The Bill Graham exhibition at San Francisco’s Contemporary Jewish Museum offers more than the story of one of the nation’s great concert promoters—it is also the story of San Francisco’s music scene in the 1960’s and 1970’s. Graham was at the center of this scene, and if you are not familiar with his role you are in for quite a learning experience.
Bill Graham was one of those people who became a legend in his own time. What I liked so much about the exhibition is that you see Graham before he was that legend, when he was still promoting concerts with handbills and the beautiful posters that became widely associated with the San Francisco sound.
Graham was a brusque ex-New Yorker who formed a powerful bond with the laid-back Grateful Dead. Some of the best parts of the exhibition include the Grateful Dead, and the show is a must-see for all Deadheads. I talked with Bonnie Simmons of the Graham Foundation years ago to see if he had any connection to the Wally Heider Studios in the Tenderloin where the Dead recorded their breakthrough album, American Beauty. Unfortunately, he did not (Heider studios is discussed in my book on the Tenderloin and is included in the Tenderloin Museum).
The exhibition is also a must see for fans of 1960’s rock. The posters advertising concerts are not also incredible art, but they show an order of bands that reflect their standing at the time, not in rock history. The Dead was often not the top headliner, and unsuspecting groups like the Young Rascals (later just the Rascals) —Groovin’ was their iconic hit—were featured in the San Francisco scene.
Take a good look on the posters at the low prices of concerts featuring acts that later entered the Rock and Roll Hall of Fame. It makes one wonder why anyone missed a show in those days.
Graham was with the SF Mime Troupe in the 1960’s, before going on to open Fillmore West and Winterland. He is later shown promoting the massive Day on the Green shows in the Oakland Coliseum in the 1970’s, a transition that many rock fans thought was not for the good (and blamed Graham).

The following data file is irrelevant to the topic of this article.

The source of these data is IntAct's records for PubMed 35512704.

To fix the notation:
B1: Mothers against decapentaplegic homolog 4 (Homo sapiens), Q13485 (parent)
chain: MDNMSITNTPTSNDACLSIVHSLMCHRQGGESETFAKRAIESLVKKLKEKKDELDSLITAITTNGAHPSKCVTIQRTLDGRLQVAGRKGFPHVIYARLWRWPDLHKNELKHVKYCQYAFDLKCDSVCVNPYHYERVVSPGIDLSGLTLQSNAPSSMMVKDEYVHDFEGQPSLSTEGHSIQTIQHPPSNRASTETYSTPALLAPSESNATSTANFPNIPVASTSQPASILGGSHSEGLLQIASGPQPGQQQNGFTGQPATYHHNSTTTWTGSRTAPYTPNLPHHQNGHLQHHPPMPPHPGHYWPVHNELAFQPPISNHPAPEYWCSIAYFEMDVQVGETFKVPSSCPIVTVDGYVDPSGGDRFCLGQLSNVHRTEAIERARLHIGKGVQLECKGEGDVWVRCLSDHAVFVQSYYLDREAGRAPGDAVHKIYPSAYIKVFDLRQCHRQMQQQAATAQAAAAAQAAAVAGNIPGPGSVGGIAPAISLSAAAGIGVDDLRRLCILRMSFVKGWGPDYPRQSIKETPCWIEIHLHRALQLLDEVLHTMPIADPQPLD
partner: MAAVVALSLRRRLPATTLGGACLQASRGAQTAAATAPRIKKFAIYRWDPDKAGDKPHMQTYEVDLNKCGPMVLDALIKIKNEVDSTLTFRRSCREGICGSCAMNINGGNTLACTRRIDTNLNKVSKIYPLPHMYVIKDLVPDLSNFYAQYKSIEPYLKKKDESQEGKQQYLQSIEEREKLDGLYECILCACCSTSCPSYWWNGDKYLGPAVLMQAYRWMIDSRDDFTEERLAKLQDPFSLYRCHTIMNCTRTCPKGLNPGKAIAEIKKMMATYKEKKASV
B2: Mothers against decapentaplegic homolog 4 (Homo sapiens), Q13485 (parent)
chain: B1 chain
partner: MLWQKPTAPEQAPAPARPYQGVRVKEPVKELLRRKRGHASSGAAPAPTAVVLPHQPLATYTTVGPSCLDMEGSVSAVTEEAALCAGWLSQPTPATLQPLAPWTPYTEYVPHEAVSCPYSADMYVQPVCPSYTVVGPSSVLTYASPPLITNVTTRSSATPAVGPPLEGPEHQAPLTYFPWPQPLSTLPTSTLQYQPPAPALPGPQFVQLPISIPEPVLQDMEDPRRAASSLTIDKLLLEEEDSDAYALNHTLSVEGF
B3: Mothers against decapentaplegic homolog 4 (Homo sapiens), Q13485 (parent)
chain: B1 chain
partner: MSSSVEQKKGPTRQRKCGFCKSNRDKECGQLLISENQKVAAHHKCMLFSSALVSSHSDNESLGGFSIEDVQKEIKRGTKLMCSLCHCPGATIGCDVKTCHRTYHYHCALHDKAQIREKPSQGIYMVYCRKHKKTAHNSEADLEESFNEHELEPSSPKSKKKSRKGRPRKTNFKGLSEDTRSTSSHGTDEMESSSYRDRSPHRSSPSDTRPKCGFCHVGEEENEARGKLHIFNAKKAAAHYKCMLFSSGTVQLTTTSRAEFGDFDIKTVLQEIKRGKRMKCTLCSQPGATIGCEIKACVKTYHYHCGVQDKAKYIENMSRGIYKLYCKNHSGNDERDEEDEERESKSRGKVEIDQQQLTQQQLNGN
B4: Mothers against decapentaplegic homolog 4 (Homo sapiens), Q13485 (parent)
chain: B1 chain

I had forgotten until seeing the exhibition how Graham sponsored so many benefit concerts. Remember the SNACK concert at Kezar Stadium in 1975? S.N.A.C.K. – Students Need Athletics, Culture, And Kicks – had Graham holding a fundraiser to make up for city budget cuts that would end all extracurricular activities in schools. Take a look at this artist lineup and ask yourself whether any promoter on earth could have put that together other than Bill Graham.
The answer for this, and so many other Graham organized benefits, is no.
Graham was also perhaps the most prominent American to publicly protest President Reagan’s disgraceful trip in 1985 to lay a wreath at Bitburg, a World War II cemetery where Nazi soldiers were buried. Graham’s mother died in the Holocaust and he was outraged by Reagan’s act. In response to his fierce opposition Graham’s South of Market offices were firebombed, with much of his memorabilia destroyed.
Bill Graham died in a helicopter accident in October 1991. Seeing this show reminded me of how much he is missed, and how he really has not been replaced. Today we have large corporate concert promoters, not an individual like Bill Graham (one of the exhibits shows him in a room with several telephones. Graham would have loved the cellphone and text message world).
The show continues to July. If you are a music or San Francisco history fan, don’t miss it.
Randy Shaw is Editor of Beyond Chron. He describes the experiences of the Dead and other groups at Heider Studios in The Tenderloin: Sex, Crime and Resistance in the Heart of San Francisco.Filed under: Arts & Entertainment